There’s a fair description of the sundered city within:
Highport
The town of Highport sits on a small sheltered inlet along the northern coast of the Pomarj peninsula, facing the Wooly Bay. It is divided into two main parts: numerous docks and a port district right on the shore, and a walled urban area at the top of a steep bluff. When humans controlled and lived in Highport, both sections of the town were kept in good order. Since the humanoid invasion, much of the place has fallen into ruin, either razed during the initial attacks or through subsequent neglect.
The port district is little more than a shanty town, filled with ramshackle wooden buildings constructed out of spare planks, boards, and netting. The unstable structures often lean at odd angles, and the “streets” are really narrow, twisting alleys that frequently dead end. Only a handful of original structures still stand, including a couple of inns and several warehouses. Life in the port district is a dangerous, vermin-filled affair that frequently ends in bloody death.
The High City, as the upper area is known, has more breathing room, although its conditions are little better than the port district below. It was once surrounded by a high stone wall to protect it from the depredations of the marauding humanoids that roamed the hills beyond, but much of that protective barrier was demolished in the attacks. The High City is now a wasteland of rubble-strewn streets, and one building in three is a burnt-out shell.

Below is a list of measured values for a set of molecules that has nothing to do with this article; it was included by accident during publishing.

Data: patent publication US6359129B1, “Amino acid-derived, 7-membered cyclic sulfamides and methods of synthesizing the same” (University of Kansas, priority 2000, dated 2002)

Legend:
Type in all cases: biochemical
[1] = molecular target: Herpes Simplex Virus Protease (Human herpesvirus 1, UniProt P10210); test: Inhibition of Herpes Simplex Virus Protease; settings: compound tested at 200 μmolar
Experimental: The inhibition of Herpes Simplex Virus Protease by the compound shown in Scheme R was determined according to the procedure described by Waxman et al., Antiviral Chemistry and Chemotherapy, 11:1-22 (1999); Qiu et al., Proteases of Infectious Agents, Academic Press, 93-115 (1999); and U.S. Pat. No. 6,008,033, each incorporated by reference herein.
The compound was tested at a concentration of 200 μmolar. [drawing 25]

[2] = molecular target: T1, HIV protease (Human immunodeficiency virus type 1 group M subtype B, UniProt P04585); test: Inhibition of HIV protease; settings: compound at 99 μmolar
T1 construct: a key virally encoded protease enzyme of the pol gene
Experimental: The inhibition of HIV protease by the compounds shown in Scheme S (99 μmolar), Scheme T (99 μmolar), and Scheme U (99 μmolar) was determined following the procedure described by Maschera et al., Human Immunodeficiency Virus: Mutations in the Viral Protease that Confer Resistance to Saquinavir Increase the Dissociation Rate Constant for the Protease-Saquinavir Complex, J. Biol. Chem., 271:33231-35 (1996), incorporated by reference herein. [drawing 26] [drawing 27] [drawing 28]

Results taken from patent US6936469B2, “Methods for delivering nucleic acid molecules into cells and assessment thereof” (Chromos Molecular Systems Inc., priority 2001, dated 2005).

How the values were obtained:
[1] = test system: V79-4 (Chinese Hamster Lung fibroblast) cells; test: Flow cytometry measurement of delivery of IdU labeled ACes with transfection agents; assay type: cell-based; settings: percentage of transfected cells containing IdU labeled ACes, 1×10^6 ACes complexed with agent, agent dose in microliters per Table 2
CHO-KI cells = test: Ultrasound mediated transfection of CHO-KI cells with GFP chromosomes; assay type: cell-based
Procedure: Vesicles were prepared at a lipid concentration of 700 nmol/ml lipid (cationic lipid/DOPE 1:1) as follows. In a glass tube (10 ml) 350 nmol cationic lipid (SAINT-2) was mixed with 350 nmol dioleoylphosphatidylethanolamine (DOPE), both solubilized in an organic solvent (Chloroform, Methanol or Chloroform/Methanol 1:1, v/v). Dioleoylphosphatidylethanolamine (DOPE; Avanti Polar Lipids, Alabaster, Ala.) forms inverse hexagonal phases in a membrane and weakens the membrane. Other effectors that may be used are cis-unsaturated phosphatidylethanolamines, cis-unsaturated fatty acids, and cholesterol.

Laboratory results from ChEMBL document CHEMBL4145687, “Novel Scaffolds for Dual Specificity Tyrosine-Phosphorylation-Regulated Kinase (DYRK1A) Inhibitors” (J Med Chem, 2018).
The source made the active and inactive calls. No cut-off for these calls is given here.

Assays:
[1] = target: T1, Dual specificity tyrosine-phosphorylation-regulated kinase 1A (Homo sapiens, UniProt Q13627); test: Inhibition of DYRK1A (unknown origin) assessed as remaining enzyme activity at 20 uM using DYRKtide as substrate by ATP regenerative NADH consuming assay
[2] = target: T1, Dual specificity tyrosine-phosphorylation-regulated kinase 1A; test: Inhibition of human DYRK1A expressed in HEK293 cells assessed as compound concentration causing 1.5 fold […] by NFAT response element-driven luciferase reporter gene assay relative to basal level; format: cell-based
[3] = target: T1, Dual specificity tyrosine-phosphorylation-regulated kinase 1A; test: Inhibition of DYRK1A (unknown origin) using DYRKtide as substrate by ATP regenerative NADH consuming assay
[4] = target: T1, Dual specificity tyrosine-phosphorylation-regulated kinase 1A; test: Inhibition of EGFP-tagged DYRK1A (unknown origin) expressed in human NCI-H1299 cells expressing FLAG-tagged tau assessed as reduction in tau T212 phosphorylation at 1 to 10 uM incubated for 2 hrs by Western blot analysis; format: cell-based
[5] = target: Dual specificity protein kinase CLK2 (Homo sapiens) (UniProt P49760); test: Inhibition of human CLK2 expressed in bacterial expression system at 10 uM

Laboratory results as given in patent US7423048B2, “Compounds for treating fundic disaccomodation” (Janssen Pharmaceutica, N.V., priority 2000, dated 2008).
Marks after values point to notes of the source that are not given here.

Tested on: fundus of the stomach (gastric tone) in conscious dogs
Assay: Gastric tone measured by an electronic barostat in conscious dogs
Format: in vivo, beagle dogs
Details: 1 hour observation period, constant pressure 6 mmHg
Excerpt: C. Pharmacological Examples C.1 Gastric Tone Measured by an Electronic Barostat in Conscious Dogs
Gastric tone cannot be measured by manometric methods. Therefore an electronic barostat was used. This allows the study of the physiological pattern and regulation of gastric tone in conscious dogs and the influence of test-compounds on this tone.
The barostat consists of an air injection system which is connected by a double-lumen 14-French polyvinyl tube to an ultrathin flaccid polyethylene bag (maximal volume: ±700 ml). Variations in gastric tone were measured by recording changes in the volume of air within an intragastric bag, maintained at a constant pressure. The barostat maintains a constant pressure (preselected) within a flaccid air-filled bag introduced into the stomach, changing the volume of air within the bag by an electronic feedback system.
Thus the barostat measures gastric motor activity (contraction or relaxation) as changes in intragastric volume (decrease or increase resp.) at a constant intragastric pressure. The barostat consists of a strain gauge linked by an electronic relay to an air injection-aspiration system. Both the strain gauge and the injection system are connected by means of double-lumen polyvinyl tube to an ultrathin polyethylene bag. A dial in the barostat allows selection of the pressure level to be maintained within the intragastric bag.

A switchback road cut into the face of the bluff leads from one part of Highport to the other, still protected at each turn by a gated guardhouse. Though sufficient for all the foot traffic that once traveled along it, the road was too narrow to handle all the merchant wagons that needed to move between the two sections of the town, so a number of stout cranes of dwarven design were installed along the bluff to hoist cargo up and down. These are no longer functioning, and only two even remain in place. The rest were cast down during the invasion, crushing hundreds of refugees waiting to flee Highport by boat in the port district below. Those have since been disassembled, their parts used for constructing hovels. [Dungeon #221 - 4]

You may wish to remain true to the original intent of the series.
Several bands of adventurers have been gathered together and will be sent to infiltrate the base and destroy the leaders of this evil band. Caution is recommended, for the true strength and extent of this slave ring is not known, but they seem to be stronger and better organized than encounters with their small raiding parties would indicate. [A1 - 2]

Carrying on afterwards is easy. The forward plot is sketched out within.
He offers them a chance to work with him again, helping more slaves to escape. If they agree, an entire series of daring rescues could take place, using the abandoned villa and the tunnels down to the sea caves as an underground railroad of sorts.